10 Sep 2019 Process development for flux-free soldering with preforms (Part 3)
In the third part of the article series process development for flux-free soldering we deal with temperature measurement, profiling, wetting and soldering tests.
Temperature measurement: measurement dummy and data logger
After defining the holding times and temperatures of the soldering profile, the next step is to ensure that ensure that the product reaches the temperature within a defined amount of time. Therefore, a measurement dummy is needed. The dummy must fulfill the following requirements:
- Be as close to the real product as possible
- Temperature measurement must be repeatable
- Temperature measurement must be reproducible
- Temperature measurement must be independent from the operator
- The difference between the dummies must be as little as possible
- The lifetime of the dummy must be high
The mounting of the thermocouples and a measurement setup that is as realistic as possible are crucial for tests with the dummy. Moreover, the dummy should posses a long lifetime and a high reproducibility. A description of how to perform datalogger measurements can be found here. Lastly, a measurement system analysis (MSA type 2 or 3) must be performed to determine a Gage R&R value.
Soldering profile and fixture development
After developing a measurement dummy, the next step is the development of the soldering profile. By means of the dummy and a data-logger the temperature trend and distribution are recorded. Through iterations, the process is optimized until the desired result is achieved. As the thermal mass of soldering jigs or fixtures affects the soldering process and temperature homogeneity, their performance must be measured as well.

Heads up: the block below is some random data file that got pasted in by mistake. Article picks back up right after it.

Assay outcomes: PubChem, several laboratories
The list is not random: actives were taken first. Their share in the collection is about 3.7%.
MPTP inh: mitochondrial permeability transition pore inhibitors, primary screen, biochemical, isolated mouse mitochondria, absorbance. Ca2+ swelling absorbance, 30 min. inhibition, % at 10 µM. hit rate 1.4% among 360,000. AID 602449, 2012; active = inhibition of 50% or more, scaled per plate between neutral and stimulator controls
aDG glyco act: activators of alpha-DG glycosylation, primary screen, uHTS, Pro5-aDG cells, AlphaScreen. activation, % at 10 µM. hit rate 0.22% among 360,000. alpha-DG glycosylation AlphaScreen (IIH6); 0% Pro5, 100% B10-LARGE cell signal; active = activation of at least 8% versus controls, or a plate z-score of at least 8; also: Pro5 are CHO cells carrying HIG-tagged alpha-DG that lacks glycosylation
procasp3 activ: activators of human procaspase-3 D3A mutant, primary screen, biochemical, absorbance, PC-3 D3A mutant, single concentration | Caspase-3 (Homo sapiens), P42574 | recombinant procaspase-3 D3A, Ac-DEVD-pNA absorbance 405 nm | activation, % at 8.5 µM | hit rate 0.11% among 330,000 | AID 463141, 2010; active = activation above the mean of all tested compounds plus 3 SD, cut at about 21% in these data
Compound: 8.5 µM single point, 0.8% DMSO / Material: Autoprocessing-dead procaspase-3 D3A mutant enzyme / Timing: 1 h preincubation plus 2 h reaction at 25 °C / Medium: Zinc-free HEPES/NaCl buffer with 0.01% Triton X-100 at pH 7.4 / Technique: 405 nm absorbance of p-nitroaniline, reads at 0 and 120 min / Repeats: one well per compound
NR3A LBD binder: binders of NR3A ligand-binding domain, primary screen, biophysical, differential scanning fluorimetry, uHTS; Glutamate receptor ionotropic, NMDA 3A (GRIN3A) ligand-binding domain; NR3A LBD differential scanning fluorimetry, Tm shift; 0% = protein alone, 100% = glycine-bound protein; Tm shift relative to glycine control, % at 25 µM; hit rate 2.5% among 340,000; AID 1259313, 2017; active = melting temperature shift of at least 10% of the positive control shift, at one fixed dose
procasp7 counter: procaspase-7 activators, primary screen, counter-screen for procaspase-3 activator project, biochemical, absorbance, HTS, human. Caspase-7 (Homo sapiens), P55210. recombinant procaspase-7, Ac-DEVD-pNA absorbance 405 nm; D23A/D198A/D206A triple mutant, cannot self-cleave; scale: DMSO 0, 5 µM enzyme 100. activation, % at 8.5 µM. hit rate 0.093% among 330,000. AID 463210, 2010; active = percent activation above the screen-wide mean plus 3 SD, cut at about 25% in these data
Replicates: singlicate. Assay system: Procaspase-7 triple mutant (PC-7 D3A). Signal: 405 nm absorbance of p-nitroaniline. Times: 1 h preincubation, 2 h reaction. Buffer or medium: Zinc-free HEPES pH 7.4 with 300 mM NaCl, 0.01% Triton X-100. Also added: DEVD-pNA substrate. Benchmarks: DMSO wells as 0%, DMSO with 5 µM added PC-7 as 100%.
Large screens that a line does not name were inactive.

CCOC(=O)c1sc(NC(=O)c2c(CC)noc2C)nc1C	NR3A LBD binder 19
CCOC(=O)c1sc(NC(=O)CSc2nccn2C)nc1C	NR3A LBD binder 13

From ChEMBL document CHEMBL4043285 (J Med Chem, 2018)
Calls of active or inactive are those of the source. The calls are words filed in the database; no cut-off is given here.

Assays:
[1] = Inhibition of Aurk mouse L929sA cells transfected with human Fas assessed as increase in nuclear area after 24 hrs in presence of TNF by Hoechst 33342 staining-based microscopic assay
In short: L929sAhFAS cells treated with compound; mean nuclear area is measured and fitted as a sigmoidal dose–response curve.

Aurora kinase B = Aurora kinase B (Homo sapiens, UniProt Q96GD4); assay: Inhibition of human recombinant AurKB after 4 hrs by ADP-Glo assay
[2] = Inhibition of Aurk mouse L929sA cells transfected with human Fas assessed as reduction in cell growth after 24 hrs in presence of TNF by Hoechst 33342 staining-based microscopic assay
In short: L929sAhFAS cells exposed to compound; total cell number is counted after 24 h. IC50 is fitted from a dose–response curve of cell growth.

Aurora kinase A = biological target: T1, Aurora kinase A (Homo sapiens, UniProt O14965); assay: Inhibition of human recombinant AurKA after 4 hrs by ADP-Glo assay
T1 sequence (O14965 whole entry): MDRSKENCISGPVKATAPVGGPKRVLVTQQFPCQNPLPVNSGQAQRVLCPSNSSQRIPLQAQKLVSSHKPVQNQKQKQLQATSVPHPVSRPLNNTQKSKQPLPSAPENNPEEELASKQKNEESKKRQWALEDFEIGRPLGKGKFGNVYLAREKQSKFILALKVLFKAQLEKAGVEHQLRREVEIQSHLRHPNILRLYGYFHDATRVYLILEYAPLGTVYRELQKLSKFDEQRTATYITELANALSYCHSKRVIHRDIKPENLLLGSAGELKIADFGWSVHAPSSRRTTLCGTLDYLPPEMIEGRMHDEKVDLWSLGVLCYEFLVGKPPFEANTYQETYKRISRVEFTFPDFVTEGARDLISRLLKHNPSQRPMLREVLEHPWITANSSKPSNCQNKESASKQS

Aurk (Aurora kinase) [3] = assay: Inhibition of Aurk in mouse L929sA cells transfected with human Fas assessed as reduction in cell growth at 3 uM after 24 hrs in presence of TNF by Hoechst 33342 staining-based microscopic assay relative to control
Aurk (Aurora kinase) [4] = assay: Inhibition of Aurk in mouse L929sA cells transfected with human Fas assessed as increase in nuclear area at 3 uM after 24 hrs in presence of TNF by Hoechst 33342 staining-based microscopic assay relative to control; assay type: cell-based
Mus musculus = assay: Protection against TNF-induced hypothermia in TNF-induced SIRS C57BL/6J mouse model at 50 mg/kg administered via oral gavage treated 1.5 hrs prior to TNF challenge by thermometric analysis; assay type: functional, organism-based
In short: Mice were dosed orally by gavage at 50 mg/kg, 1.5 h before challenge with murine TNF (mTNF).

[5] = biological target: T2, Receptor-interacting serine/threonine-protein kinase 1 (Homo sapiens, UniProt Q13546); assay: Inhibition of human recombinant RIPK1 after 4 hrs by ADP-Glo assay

Once the soldering profile is set, wetting tests are recommended. Preforms without dies or substrates will be placed on the baseplates or interconnect devices to observe the wetting behavior during the soldering process (see animation 1). The aim is always a perfect wetting with sharp edges. No wetting or de-wetting must be avoided. If either one is the result of wetting tests, the cause should be analyzed and eliminated. A common reason for de-wetting is for instance an oxygen content of >5ppm.
A detailed explanation of wetting tests can be found at the Budapest University of Technology and Economics, Department of Electronics Technology.
After a successful wetting test it is time for the soldering tests. During the soldering test phase, the quality requirements are checked one by one. The void rate and solder splashes are usually the first quality requirement to focus on. Once these requirements are fulfilled, the testing continues with the other requirements. A, B, and C samples are often performed and complemented by reliability.
The following test sequences are commonly used for non-distructive tests:
- Opical inspection
- X-ray analysis
- Ultrasonic microscopy C-SAM
- Electrical tests
For destructive tests:
- Shear tests
- Cross sectioning
- Scanning electron microscope SEM
- Passive temperature cycling
- Active temperature cycling (Power Cycling)
- Further reliability tests (e.g. corrosion testing)
- Process development for flux-free soldering with preforms (Part 1)
- Process development for flux-free soldering with preforms (Part 2)
- Process development for flux-free soldering with preforms (Part 4)
- Vacuum soldering is like an award winning cousine
- Trainings on vacuum soldering
- Fast Troubleshooting for Soldering Production Downtimes and Quality Issues
- Support for Research and Development of Vacuum Soldering Processes
- Soldering Process Improvement